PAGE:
Hope for Women with Breast Cancer
Paul Tautges has served Immanuel Bible Church in Sheboygan, Wisconsin as pastor since 1992. He is also an adjunct professor of biblical counseling and conference speaker. Paul has authored eight books including Counsel One Another, Comfort Those Who Grieve, The Discipline of Mercy, and Brass Heavens. He is also the editor of the popular Help! discipleship counseling booklet series (24 titles). Paul is a NANC Fellow and a Council Board member of the Biblical Counseling Coalition. He and his wife Karen are the parents of ten children. Paul blogs regularly at counselingoneanother.com.
- 2014 Jul 18
One of the beauties of God’s wisdom is the way he uses our trials to equip us to counsel one another—just as it says in 2 Corinthians 1:3-4. As a result, many times the best counselors are those who’ve “been there.” When we encounter various trials it is a comfort to know there are others who not only care, but also understand and, therefore, can truly empathize with our struggle. That’s why, as a male counselor, I’m excited to make you aware of a new discipleship counseling booklet for women who’ve been diagnosed with breast cancer. By admitting her own fears and struggles, empathetic author Brenda Frields comes alongside frightened women to bring them comfort and hope:
“How did you react when you got the news? Even though I had entertained the thought that my biopsy would be positive, I still wasn’t ready when it turned out to be a fact. The words just seemed to hang suspended in space when my husband told me. Everything he said seemed muddled and fuzzy, almost as if spoken somewhere oﬀ in the distance. To be honest, I can’t tell you what he said after he said the word 'positive.' I knew that meant I had cancer. What about you?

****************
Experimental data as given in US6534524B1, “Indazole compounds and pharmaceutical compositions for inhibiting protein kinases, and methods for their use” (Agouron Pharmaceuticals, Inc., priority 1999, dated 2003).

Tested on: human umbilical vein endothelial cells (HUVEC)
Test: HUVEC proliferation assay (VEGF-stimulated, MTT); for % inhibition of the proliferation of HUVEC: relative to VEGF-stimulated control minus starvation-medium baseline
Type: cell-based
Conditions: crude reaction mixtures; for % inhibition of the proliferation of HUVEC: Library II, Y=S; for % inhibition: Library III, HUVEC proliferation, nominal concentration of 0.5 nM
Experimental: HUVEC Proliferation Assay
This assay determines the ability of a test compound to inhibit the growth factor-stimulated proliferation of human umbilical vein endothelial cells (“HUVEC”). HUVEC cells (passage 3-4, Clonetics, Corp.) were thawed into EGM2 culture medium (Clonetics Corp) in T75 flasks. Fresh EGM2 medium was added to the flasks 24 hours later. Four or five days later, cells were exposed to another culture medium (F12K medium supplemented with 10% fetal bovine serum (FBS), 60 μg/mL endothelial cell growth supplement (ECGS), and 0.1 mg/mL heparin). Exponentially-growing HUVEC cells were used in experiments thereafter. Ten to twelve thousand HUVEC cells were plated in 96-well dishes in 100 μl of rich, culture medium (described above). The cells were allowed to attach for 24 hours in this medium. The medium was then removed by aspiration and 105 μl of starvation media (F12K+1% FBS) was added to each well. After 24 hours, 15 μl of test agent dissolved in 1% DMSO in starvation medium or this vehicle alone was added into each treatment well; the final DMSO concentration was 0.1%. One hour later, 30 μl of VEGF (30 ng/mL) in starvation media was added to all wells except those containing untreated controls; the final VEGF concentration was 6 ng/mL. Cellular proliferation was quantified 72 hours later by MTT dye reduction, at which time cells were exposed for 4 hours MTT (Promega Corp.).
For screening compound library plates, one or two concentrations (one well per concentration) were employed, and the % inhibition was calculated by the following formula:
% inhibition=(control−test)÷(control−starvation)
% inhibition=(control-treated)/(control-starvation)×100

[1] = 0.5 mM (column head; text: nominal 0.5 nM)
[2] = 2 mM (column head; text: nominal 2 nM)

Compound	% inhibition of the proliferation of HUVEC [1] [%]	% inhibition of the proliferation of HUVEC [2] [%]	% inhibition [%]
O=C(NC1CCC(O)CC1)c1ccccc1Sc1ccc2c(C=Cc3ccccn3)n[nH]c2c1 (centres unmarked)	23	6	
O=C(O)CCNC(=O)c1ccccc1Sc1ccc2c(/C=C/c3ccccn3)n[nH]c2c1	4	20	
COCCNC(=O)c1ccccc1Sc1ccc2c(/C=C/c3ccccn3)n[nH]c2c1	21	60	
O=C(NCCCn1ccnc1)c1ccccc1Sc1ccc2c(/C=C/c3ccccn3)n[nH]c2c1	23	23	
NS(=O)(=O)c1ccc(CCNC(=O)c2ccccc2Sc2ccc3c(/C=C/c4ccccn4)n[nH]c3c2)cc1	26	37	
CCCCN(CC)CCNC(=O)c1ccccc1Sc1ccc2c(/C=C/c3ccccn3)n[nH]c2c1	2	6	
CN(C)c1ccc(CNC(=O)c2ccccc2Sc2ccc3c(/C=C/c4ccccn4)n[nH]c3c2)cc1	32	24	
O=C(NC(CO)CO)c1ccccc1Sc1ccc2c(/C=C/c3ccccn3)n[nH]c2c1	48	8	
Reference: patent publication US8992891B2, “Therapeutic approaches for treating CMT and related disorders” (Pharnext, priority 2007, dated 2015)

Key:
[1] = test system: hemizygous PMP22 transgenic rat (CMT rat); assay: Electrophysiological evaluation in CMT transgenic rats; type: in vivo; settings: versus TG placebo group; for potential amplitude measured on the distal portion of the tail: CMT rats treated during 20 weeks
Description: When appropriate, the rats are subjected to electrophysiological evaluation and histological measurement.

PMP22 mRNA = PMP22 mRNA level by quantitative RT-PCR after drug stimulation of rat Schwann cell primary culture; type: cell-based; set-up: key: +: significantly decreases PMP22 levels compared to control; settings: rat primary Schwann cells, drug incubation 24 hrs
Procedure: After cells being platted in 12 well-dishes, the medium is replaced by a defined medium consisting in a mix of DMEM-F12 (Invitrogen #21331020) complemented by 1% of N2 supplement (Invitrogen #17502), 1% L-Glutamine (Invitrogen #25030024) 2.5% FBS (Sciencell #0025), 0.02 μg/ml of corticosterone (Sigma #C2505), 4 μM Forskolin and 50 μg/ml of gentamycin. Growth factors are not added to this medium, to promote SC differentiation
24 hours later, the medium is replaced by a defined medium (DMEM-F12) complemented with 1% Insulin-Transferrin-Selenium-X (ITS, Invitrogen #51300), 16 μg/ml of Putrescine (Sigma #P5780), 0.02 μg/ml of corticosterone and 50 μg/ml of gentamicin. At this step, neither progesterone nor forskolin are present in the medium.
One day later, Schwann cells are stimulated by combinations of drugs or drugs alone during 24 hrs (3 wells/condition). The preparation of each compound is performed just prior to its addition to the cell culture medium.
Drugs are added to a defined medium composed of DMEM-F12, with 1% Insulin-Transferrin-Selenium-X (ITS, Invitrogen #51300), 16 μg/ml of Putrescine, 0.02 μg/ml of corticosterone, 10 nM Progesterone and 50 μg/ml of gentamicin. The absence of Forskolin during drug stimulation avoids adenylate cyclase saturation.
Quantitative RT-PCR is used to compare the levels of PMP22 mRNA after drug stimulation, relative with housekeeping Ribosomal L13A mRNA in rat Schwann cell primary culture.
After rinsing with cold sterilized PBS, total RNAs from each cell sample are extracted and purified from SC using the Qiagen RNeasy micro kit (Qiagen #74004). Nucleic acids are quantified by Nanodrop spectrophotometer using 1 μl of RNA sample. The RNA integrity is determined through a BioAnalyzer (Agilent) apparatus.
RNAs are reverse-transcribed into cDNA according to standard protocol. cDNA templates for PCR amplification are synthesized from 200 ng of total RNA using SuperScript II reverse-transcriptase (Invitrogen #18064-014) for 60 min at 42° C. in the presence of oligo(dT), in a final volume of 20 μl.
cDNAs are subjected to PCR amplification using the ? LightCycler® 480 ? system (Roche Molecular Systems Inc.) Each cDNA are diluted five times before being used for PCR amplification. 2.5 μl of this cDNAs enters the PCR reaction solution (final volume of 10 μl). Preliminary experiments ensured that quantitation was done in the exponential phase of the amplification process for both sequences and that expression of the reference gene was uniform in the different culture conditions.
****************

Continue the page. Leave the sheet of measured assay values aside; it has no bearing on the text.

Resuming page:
- Are you full of fear?
- Are you in denial, trying desperately not to believe what you’ve been told?
- Are you depressed?
- Are you angry?
Angry, that was me! I wondered if God realized I had four very young grandchildren, all between the ages of four years and three months? Their moms needed my help, and, to be honest, I wanted to live to see them grow up. Didn’t God know that my sweet mother-in-law had Alzheimer’s and needed me to help care for her? What about my husband? His job was very demanding. I didn’t want to be the one to add stress to his life. Besides, I had always planned that we would grow old together. I was ashamed of my initial thoughts because I really did know that none of this came as a surprise to God, and I knew I should be trusting him.”
If you know a woman battling breast cancer be sure to give her the gift of another woman who truly understands. Give her the biblical counsel found in HELP! I Have Breast Cancer.